Friday, November 13, 2015

What the Roman Empire Can Teach Us

From The Imaginative Conservative:
 As the renowned historian Edward Gibbon described, in the Roman Empire, the outward forms of the ancient republican constitution were largely preserved. But these forms were a mere façade—camouflage for the largely unconstrained power of the emperors. Thus, what Romans enjoyed under the empire was not actually democratic liberty but rather, as Gibbon delicately put it, the “image of liberty.”

Although he effusively praised the middle period of the empire as a “golden age,” Gibbon was candid about the Romans’ loss of self-governance, and he recounted how this loss had occurred. After the banishment of the kings in the sixth century BC, the Romans had carefully and jealously guarded their rights of self-rule through a government composed of various assemblies, including the senate, and of officials elected by the citizens for one-year terms. Of these officials, the most important were the two consuls and the ten tribunes, who represented the common citizens. This system of governance had evolved and functioned over a period of centuries. (Read more.)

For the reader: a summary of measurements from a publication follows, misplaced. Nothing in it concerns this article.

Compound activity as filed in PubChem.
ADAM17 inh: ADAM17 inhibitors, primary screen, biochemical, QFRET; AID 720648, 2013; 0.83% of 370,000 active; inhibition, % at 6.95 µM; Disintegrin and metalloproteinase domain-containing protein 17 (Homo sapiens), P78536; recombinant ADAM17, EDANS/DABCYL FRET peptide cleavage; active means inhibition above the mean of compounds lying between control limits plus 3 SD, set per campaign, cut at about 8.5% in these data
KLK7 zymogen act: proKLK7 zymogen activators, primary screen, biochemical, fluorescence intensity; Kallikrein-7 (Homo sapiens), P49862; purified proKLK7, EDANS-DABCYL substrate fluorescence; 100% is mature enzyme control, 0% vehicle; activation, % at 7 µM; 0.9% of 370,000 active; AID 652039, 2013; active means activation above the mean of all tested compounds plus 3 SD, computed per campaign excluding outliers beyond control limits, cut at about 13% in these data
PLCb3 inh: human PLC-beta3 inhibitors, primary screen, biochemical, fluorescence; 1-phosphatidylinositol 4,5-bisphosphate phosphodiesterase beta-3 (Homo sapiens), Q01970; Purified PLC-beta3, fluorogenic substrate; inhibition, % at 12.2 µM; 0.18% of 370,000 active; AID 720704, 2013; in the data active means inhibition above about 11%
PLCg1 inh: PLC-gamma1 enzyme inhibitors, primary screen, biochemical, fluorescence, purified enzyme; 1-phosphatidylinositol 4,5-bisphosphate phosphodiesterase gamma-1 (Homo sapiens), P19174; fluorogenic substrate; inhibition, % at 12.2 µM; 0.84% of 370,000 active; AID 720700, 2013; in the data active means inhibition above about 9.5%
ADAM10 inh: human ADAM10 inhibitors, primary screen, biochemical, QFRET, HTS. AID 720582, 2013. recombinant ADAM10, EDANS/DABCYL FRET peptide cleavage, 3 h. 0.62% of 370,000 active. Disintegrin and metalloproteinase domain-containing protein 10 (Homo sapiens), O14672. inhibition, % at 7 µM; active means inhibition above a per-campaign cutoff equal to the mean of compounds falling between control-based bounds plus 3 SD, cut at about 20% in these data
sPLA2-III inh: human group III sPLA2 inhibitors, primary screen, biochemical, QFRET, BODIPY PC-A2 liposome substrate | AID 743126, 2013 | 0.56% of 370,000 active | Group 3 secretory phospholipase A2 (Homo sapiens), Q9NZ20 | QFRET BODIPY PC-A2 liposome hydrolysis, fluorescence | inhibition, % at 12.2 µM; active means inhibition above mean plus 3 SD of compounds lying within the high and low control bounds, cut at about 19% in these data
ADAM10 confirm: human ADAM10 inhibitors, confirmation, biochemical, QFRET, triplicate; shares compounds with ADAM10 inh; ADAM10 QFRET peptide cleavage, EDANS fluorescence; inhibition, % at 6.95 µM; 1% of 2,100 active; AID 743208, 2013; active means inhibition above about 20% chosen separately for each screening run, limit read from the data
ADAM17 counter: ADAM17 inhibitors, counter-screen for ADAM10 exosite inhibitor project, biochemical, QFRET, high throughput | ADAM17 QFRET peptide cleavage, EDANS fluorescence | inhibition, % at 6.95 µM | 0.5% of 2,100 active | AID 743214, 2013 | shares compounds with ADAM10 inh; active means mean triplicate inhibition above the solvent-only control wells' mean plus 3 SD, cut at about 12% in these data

From Smithsonian:
 Mary Beard, a professor of classics at the University of Cambridge, is known for her frank and provocative reading of history. More than a dozen books and frequent newspaper articles, book reviews, TV documentaries and a prolific Twitter account have made her one of England’s best-known public intellectuals. She has a new book, SPQR: A History of Ancient Rome, out this month. We spoke to her by email about Rome’s most interesting characters, best slogans and surprising legacies, including its cutting-edge lavatory design. (Read more.)


No comments: